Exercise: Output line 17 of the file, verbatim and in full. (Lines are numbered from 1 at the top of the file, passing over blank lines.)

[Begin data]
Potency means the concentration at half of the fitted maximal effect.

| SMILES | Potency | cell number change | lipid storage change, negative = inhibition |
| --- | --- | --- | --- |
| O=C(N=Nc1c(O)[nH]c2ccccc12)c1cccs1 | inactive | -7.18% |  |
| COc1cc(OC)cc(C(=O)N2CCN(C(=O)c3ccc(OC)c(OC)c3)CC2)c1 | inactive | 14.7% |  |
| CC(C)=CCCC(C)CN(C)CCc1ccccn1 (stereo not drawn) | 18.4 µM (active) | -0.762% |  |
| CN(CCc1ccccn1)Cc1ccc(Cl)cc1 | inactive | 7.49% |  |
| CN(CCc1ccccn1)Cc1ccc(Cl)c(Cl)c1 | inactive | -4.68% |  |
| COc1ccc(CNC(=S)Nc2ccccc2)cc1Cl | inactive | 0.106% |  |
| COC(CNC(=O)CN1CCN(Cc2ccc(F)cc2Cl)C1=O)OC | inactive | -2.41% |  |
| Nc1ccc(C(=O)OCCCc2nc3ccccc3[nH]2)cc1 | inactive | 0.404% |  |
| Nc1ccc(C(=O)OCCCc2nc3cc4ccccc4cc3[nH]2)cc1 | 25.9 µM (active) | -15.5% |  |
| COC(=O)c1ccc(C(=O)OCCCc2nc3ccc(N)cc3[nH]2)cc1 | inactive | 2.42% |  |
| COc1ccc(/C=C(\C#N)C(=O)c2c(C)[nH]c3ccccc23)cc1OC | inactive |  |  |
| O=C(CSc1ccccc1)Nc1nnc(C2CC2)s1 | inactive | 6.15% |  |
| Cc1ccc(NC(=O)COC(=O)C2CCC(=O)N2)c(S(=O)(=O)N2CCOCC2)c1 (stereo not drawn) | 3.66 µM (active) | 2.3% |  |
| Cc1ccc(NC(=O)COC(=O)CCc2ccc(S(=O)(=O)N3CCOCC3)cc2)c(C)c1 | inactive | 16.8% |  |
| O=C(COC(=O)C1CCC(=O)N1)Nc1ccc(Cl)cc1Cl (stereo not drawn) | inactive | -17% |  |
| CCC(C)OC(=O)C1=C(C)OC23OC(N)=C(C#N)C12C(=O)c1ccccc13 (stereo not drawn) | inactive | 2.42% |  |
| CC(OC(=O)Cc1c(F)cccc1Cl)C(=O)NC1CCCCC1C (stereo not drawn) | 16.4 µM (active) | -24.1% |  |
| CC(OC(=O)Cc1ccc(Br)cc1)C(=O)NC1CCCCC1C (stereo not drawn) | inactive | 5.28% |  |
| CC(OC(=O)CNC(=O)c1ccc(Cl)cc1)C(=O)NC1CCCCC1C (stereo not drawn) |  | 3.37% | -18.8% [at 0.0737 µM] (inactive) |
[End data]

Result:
| Cc1ccc(NC(=O)COC(=O)CCc2ccc(S(=O)(=O)N3CCOCC3)cc2)c(C)c1 | inactive | 16.8% |  |